In the lead up to this Valentine’s Day, it seems like everyone is determined to kill any semblance of romance in the air. The Tinder Swindler, a documentary about a con man who used the dating app Tinder to defraud multiple women, is one of the most popular shows on Netflix right now. (I highly recommend it). Valentine’s Day flower prices are at an all-time high. And the FTC issued its latest report on romance scams last week, disclosing that consumer losses to romance scammers have gone up 80 percent since 2020, reaching a record high of $547 million in 2021. (Please take a look at previous posts from my colleagues on similar FTC and BBB reports here, here, and here).
When the call went out to my advertising colleagues to report on this latest legal news, I jumped at the chance – still reeling, as I was, from the aftermath of The Tinder Swindler (spoiler alert: this guy is still out there, just living his life!). Also, let’s be honest, nobody else in my advertising group has personally navigated (or admitted to navigating) the treacherous waters of dating apps like I have, so who better to report on these disturbing trends than me.
Luckily, my dating app adventures can best be described as a mixture of fun, awkward, and cringeworthy – but they ultimately led me to marital bliss (#blessed). Even more thankfully, our relationship was not formed under the guise of a criminal enterprise, but instead was built on the type of innocent white lies everyone has in their dating app profiles (Him: his height; Me: despite a profile pic at Dodgers Stadium, in my LA Dodgers gear, I have zero interest in the Dodgers - or baseball for that matter. I mean, you can’t help where your most flattering picture is taken, right? Although I’m sure many would say the implied claim was blatant false advertising:)).
Anyway, I digress.
The FTC’s recently issued report reminds consumers to be vigilant of romance scammers, who tend to follow a predictable pattern of using pictures stolen from the internet to build a false persona – and ultimately asking for money from the unwitting consumer for various reasons. While many people reported these scams originating on dating sites or apps, social media was also another frequent place of initial contact between scammers and their victims, with scammers sending private messages on the social platforms. The FTC also reported a new trend of romance scams in 2021 involved scammers luring consumers into phony cryptocurrency investment schemes – with reported losses in cryptocurrency totaling $139 million in 2021, more than for any other payment amount. Despite the increase in cryptocurrency being used for such scams, most consumers report sending money to scammers via old-fashioned gift cards.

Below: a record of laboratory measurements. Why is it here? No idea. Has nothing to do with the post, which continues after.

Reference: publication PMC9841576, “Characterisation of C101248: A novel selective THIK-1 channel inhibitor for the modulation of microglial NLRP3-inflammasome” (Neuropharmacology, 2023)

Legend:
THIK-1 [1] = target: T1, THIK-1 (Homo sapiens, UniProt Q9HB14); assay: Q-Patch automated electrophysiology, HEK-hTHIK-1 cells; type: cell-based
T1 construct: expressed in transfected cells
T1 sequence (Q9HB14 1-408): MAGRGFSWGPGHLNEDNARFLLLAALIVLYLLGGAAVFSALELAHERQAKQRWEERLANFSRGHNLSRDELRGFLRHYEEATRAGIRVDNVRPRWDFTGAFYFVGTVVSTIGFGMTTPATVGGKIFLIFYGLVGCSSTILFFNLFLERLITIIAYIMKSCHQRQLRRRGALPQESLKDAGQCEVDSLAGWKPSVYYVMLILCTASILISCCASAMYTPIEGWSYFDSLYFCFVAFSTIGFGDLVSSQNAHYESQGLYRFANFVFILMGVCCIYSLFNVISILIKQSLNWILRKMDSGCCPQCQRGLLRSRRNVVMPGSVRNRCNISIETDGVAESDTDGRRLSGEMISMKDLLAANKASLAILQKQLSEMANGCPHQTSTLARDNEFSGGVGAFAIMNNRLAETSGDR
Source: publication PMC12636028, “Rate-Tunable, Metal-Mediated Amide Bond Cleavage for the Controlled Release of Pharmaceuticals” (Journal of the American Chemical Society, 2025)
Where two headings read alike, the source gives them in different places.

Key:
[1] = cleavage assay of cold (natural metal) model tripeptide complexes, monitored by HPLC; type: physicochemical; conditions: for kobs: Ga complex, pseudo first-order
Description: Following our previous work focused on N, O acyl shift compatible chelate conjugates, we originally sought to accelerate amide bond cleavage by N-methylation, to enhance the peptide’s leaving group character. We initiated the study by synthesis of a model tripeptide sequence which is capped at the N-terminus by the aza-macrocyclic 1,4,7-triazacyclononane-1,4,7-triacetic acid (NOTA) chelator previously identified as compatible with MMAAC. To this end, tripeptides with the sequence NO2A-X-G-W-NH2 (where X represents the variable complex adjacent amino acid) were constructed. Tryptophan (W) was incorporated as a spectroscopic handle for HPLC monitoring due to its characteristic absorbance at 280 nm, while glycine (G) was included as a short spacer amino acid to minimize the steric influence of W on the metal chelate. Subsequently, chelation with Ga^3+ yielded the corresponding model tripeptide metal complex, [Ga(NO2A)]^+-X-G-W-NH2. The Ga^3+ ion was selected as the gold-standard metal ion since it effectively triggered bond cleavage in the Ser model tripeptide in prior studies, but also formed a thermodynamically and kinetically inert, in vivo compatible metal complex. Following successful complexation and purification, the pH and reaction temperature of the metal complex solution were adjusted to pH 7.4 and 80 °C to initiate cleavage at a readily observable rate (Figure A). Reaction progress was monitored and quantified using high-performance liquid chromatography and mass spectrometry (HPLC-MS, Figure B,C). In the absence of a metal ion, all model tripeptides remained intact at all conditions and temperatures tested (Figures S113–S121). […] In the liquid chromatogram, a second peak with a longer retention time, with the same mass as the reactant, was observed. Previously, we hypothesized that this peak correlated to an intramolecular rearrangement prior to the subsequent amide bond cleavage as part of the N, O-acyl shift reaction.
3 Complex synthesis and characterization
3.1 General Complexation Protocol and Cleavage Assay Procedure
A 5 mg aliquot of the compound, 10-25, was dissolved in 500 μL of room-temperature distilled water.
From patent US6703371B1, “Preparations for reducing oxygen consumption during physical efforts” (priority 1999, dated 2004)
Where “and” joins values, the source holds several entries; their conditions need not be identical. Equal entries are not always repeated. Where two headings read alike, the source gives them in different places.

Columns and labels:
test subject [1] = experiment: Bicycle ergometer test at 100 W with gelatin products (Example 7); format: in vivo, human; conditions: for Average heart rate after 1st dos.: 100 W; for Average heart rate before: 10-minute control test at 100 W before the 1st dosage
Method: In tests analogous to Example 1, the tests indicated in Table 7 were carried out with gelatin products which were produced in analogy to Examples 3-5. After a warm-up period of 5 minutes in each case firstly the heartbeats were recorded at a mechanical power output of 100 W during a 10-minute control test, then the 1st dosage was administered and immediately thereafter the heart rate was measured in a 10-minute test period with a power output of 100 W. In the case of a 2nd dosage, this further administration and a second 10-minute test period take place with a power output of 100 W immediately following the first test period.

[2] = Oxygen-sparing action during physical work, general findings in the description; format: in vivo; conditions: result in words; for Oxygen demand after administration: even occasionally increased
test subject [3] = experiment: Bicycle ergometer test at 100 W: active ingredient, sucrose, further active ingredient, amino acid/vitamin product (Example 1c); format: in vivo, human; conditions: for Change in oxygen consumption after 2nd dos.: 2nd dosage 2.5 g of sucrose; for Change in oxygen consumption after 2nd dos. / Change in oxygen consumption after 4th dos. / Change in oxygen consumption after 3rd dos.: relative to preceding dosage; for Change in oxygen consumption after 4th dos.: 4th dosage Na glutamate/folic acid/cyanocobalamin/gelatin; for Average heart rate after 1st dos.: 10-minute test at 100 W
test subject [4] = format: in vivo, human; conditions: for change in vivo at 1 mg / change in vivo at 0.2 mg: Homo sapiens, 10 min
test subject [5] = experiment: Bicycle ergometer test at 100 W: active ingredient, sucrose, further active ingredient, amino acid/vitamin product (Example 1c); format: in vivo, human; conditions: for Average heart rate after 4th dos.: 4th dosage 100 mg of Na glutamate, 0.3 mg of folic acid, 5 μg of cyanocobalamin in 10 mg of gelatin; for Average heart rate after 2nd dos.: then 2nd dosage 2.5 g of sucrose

The FTC provides the following tips for consumers to spot scammers when looking for love online, and encourages individuals to report suspicious profiles or messages to the dating app or social media platform, and to report such activity to the FTC at ReportFraud.ftc.gov:
- Nobody legit will ever ask you to help by sending cryptocurrency, giving the numbers on a gift card, or by wiring money. Anyone who does is a scammer.
- Never send or forward money for someone you haven’t met in person, and don’t act on their investment advice.
- Talk to friends or family about a new love interest and pay attention if they’re concerned.
- Try a reverse-image search of profile pictures. If the details don’t match up, it’s a scam
Of course, dating platforms should also be doing their part to provide a safe environment in which individuals can find love – or let them abandon their search without a hassle. This seems like a good opportunity to remind our readers that dating sites have gotten in trouble in the past for failing to comply with state auto-renew laws, requiring that they clearly and conspicuously disclose to consumers the fact that their contracts with the site would automatically renew, the amount of ongoing payments, or how to cancel those contracts. My colleague wrote about eHarmony’s 2018 settlement with the Napa County District Attorney here, in which the dating site was forced to revise its disclosures to consumers and make payments of $1 million in restitution to its customers and $1.2 million in civil penalties.
After that sobering news, I’d encourage you all to follow my lead this Valentine’s Day to avoid any risk of a romance scam. I’ll be happily watching J.Lo’s newest rom com, Marry Me, at home with my friends because true love really “don’t cost a thing.”